One of the most important functions of the JMS is to push the Amiga platform forwards. This will be achieved by taking our short, medium and long term strategies and dividing them into development domains. A development domain is an area of hardware of software that needs to be moved forward. Where private individuals and developers are pushing forwards in a domain, we will offer them whatever support we can; where there is no development, we will draw up our own projects to advertise among members and possibly outside the society. With this marriage of user talent, Society guidance and organisation (and hopefully funding), we will be able to benefit all Amiga users.
In pursuing our policy of complete openess, all projects will be fully documented as they progress by the individual Project Managers. This will become the place to see suggested projects, pending projects, projects that may receive funding and projects in progress. Any member can propose a project - an individual, a committee, or a member of the web team. We will also work together with the Industry Council. Projects may be anything from a consultative document, through datatypes and plug-ins to major tools such as a Project Management system. Quite what we do with the results of these projects afterwards is under discusison - we might release them as articles, shareware, or maybe CD-ROM collections. We need to make a bit of money for the Society since membership fees probably won't cover everything we would like to do.
Anyone interested in taking up a project should read the project guidelines and project template and perhaps take a look at a few of the projects currently being worked upon. Each Project Manager must adhere to these two documents as a minimum, but the style of their "project rooms", their project icons, and their whole approach to the project can be as unique and individual as they like. We want even the work to be fun!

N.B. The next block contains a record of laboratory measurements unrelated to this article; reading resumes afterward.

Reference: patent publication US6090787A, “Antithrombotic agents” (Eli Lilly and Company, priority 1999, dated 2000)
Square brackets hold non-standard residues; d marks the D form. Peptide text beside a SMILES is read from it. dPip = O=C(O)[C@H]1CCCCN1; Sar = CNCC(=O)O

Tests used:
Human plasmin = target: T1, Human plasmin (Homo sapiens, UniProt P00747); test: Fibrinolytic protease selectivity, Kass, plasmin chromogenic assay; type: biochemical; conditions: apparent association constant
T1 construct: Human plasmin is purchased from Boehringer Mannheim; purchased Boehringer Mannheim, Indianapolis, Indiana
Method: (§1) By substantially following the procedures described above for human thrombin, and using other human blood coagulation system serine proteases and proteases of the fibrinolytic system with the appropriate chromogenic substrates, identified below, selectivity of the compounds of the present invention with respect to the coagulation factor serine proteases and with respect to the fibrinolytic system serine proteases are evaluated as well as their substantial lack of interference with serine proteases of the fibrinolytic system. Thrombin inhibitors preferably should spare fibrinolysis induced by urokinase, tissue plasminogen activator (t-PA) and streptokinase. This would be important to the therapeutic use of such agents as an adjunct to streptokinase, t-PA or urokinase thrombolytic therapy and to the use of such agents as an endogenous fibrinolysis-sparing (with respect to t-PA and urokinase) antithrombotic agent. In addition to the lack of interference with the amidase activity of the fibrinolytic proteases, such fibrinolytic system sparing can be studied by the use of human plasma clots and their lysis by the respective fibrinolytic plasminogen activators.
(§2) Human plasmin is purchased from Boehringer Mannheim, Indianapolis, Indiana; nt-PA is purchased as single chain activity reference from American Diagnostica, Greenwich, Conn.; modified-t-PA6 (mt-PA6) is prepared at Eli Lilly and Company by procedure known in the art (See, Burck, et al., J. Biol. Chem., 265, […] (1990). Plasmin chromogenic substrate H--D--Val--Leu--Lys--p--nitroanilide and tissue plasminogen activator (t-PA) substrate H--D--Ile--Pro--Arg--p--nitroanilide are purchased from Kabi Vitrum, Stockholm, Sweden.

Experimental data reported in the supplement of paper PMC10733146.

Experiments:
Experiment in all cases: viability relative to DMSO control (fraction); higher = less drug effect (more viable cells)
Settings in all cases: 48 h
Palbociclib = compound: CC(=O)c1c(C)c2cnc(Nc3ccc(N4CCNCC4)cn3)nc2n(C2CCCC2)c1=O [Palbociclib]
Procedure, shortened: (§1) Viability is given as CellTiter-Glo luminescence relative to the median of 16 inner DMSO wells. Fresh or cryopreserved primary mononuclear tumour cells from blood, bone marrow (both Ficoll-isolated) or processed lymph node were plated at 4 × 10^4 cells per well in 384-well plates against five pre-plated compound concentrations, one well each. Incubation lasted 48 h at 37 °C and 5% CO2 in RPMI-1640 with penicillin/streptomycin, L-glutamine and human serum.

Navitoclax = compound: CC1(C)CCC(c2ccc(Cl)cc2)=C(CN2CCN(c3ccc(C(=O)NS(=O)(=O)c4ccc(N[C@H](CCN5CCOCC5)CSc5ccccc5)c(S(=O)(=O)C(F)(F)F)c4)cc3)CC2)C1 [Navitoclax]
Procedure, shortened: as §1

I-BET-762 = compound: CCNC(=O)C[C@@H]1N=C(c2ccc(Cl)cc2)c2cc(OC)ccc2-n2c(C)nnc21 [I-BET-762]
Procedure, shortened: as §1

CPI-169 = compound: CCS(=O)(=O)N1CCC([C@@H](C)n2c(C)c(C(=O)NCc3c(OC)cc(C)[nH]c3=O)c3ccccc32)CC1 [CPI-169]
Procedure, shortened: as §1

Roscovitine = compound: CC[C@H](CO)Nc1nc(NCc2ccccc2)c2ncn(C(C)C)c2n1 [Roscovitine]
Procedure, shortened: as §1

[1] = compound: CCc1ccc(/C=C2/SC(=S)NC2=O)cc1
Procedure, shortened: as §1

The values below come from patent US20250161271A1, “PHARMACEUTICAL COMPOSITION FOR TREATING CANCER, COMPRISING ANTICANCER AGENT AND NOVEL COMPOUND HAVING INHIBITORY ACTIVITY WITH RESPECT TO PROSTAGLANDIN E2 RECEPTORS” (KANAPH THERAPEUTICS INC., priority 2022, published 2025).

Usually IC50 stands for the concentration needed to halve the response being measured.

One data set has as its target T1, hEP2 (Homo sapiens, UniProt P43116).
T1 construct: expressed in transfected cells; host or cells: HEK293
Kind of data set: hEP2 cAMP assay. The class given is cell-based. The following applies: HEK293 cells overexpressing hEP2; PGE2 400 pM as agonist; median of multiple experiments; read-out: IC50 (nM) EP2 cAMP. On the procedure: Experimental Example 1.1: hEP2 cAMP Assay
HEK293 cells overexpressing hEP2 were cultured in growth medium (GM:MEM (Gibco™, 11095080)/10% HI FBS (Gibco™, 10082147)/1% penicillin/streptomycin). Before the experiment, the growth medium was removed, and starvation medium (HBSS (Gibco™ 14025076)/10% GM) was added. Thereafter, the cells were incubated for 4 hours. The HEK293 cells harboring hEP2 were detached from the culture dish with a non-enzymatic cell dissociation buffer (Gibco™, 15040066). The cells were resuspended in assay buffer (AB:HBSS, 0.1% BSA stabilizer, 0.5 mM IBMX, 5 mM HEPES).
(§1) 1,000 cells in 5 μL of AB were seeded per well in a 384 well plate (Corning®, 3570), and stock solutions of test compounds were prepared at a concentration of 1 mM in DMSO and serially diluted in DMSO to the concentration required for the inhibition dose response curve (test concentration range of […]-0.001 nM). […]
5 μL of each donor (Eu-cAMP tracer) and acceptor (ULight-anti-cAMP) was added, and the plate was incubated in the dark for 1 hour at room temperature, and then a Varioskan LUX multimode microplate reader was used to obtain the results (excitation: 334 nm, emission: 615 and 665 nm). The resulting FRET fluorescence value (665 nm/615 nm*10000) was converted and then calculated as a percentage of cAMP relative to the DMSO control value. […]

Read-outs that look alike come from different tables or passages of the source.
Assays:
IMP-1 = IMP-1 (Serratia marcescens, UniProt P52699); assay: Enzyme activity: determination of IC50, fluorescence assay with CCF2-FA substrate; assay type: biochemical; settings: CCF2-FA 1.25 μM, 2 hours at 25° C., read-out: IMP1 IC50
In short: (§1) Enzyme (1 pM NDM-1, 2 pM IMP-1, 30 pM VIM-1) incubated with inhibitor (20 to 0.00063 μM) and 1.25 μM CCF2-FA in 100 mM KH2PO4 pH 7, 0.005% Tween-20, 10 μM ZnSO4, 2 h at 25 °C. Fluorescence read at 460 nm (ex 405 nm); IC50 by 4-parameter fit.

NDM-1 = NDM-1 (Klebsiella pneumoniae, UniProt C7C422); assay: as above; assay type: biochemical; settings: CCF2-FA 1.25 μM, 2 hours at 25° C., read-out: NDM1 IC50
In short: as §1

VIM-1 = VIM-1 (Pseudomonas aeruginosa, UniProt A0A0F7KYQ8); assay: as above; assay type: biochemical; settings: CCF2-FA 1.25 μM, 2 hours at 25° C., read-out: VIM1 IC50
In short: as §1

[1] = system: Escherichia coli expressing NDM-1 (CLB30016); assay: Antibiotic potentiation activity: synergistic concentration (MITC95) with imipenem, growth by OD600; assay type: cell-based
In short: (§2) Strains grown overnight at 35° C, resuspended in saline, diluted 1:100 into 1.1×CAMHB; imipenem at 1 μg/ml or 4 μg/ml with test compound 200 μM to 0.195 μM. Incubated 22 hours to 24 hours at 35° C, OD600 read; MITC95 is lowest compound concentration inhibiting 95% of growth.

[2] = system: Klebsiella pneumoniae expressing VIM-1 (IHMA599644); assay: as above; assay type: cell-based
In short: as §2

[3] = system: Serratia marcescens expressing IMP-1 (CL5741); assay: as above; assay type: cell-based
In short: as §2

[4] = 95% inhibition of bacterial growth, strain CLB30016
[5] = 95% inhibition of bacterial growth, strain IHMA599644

Note: Most of these project descriptions were written by Fleecy in typically enthusiastic mode, several months ago, rather quickly. Some of them may seem to verge on the impossible and some points may have become moot or no longer accurate in this time. Don't consider them hard and fast rules; as a project manager you should be able to adapt or reinterpret your briefing before you begin.
|Project No.||Project Name||Status||Last Updated||Project Manager||Description|
|15||Toolbar Gfx||Open||23 April 1997||A few little graphics|
|14||Projects||Open||14 April 1997||How to "do" projects|
|13||Database||Assigned||16 April 1997||John J Karcher||Proper DB assessment|
|12||VRML||Open||12 April 1997||VRML assessment|
|11||Summary||Open||12 April 1997||Mailing list summaries|
|10||U.N.C.L.E.||Assigned||25 March 1998||Mario Saitti||UNiversal Client for cyberLife Extension|
|9||Multi-linguarity||Assigned||23 April 1997||Rudi Chiarito||One message in many voices|
|8||The Bazaar||Open||10 April 1997||Our very own market-place|
|7||Project Entry||Open||10 April 1997||The beginnings of a project management tool|
|6||Articles||Assigned||18 September 1997||Cade Hannan||Present the Articles and manifesto|
|5||Security System||Assigned||24 April 1997||Sam Stickland||Secure the site and functions within it|
|4||Member List||Assigned||20 April 1997||Sam Stickland||Membership and resource subsystem|
|3||Virtual Ledger||Assigned||10 April 1997||Paul Kenneth Egell-Johnsen||Entry and analysis subsystem|
|2||Graphics||Open||25 March 1998||List of graphics to be done by members|
|1||Text skeleton||Completed||9 April 1997||Fleecy Moss||Set up skeleton, links, write phase 1 project specs|
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